This isn’t going the way that Mark Meadows thought it would. After all, he left a safe GOP seat in the House to become Trump’s last Chief of Staff. Why a seasoned politician would want to take the last slot in the revolving door of Trump Chiefs of Staff is beyond me. But different strokes for different folks.

Meadows made a basic miscalculation. He confused his proximity to the President with Being the President. The job of the Chief of Staff is to control the flow of information and people getting access to the Oval Office, not to dictate policy for the President.

And now Mark Meadows finds himself in the crosshairs of Fulton County DA Fani Willis for his role in thing to use his authority to overturn the results of the Georgia presidential election. And she isn’t buying his I vas chust followink orders bullsh*t.

Meadows is terrified of Fulton County GA, and DA Fani Willis. Fulton County is well outside of his Washington DC sphere of influence, and DA Fani Willis is showing no signs of any deference to the DCA power structure.

So Meadows did what any silk boxers DC power player would do, and copped a mook. He filed a motion with the 11th Circuit Appellate Court in Georgia to have his case severed and moved to federal court, away from all of those other lowlifes. Simple problem, his motion sucked.

In his motion, Meadows claimed that he was a federal officer, dispatching his duties, and therefore entitled to protection under federal law. One small problem with that. Meadows wasn’t a federal officer, he was a federal appointee. The law was written for real federal law enforcement officers, DEA, FBI, ATF wo ran into trouble serving duly issued search and arrest warrants. Meadows had his motion shot down most riki-tik.

But here’s where the stupidity of both Meadows and his high process counsel look like morons. Meadows announced that he would file an appeal to the 11th Circuit Court. Announcing something doesn’t mean jack sh*t legally, you have to file it. Then Meadows went back before his original hearing judge, and asked him to issue a stay on his ruling to allow the appellate court time to rule.

Which is moronic on the face. The whole purpose of requesting a stay on a ruling is because you believe that your appeal has a better than 50-50 chance of succeeding. But the district judge was emphatic that Meadows had no valid claim. Why would he stay his own motion to give Meadows breathing room? The stay request should have been filed with the appellate court at the time they made the appeal. Which as far as I know, Meadows still hasn’t officially done.

Maybe because Meadows already knows that he’s in for cold comfort from the 11th Appellate Court. While being known as a conservative court, it took them less than two weeks to issue a scathing rebuttal to Traffic Court Judge Aileen Cannon in the case Trump filed asking for her to appoint a Special Master. Their rebuke to the Clown Judge was the sort seldom seen in judicial circles. Which may be the reason that Meadows’s lawyer hasn’t actually filed the official appeal yet.  The 11th Circuit Court, as conservative as it is, has shown a very short attention span for cases promoting either obviously unconstitutional abortion laws, as well as GOP gerrymandering and other GOP chicanery. Meadows has no friends there. Nor does he in the Supreme Court, which won’t touch this with fire tongs.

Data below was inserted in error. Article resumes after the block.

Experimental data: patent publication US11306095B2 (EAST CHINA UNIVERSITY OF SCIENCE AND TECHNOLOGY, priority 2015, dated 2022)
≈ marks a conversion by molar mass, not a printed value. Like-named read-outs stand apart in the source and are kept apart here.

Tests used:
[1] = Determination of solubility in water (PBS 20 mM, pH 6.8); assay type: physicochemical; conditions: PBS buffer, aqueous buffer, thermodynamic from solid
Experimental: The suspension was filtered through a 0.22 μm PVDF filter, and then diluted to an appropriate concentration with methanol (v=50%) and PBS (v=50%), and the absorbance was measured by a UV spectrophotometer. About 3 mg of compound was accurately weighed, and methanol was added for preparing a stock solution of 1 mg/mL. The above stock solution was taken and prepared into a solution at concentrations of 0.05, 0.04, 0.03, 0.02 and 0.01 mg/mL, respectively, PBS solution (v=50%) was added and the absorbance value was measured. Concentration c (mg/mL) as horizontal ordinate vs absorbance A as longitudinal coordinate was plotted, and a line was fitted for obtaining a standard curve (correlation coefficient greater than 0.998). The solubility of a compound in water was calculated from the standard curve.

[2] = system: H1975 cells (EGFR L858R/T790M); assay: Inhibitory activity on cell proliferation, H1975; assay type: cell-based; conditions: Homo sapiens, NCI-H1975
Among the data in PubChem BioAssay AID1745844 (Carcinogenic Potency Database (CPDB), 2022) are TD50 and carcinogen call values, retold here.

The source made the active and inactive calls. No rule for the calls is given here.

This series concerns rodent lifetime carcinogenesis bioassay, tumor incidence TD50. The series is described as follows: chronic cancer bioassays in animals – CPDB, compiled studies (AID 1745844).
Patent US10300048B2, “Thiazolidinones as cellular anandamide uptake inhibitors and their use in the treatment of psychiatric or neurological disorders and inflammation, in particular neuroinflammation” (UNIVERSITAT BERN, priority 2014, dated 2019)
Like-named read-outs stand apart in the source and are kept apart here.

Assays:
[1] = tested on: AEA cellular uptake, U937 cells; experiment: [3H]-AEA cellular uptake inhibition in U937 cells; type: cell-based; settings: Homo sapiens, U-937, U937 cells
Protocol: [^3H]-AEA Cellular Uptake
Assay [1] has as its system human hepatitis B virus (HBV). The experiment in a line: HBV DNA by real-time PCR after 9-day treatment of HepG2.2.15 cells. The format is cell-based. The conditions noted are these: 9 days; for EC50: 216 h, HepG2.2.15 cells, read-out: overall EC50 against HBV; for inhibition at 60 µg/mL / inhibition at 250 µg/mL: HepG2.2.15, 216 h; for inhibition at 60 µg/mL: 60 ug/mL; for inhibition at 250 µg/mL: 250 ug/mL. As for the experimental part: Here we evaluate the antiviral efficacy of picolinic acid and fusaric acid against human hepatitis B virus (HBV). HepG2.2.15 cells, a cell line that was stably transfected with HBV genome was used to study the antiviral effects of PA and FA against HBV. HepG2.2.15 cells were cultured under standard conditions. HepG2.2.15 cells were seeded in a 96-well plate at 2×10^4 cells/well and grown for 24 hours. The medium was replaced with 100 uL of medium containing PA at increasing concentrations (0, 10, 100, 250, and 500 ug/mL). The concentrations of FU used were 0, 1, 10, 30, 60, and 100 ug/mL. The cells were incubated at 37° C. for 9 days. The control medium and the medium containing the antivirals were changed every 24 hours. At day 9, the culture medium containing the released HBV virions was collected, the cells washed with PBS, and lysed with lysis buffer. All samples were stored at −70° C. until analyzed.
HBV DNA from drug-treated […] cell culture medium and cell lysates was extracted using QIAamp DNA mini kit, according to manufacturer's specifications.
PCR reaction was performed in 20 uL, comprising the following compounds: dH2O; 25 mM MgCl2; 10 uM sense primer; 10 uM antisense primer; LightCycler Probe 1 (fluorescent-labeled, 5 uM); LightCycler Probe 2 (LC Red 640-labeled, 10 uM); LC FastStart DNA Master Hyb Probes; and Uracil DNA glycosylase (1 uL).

Mark Meadows if going to go to trial in Georgia. And he’s going to go to trial with the best possible defense he has already shot down by a federal court, and possibly a federal appellate court. From where I’m sitting, the only real remaining question is, does Mark Meadows want to stare 20 years of hard time in a Georgia prison in the face, or does he want to roll on Traitor Tot? Just how stupid is he?

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  1. His brief to remove his case to Federal court included comments on each of the items in the indictment.

    How stupid?

    The court’s response was: well Marky, ya’all didn’t have bring in each of these items since I can’t actually rule on whether or not you’re guilty on each of the ‘cuz that’s up to the jury, BUT SINCE YOU MENTIONED ‘EM (I spit my coffee when I read that line!!!), here’s why none of them support your brief to remove and why each of them clearly shows you were acting outside your CoS responsibilities. Oh, and while we’re at it, you testified that you’ve read the Hatch Act; well, ya’all violated that, too, per yer own testimony.

    THAT stupid.

    • The comment by north of you paraphrasing the court’s response to Meadows’ petition brought to mind the scene in the Paul Newman movie “Absence Of Malice” where the mid-level management type played by Wilfred Brimley sweeps into the local DA’s office from DC to clean up the legal and political mess created by overzealous prosecutors and investigators overstepping bounds and skirting legal principles in manufacturing what turned out to be a bogus case against a one-time low-level hood, played by Newman.

      Brimley’s character used the same folksy but terse delivery of take-downs of the various malfeasant participants that made the scene powerful, and I thought it the high point of the film.


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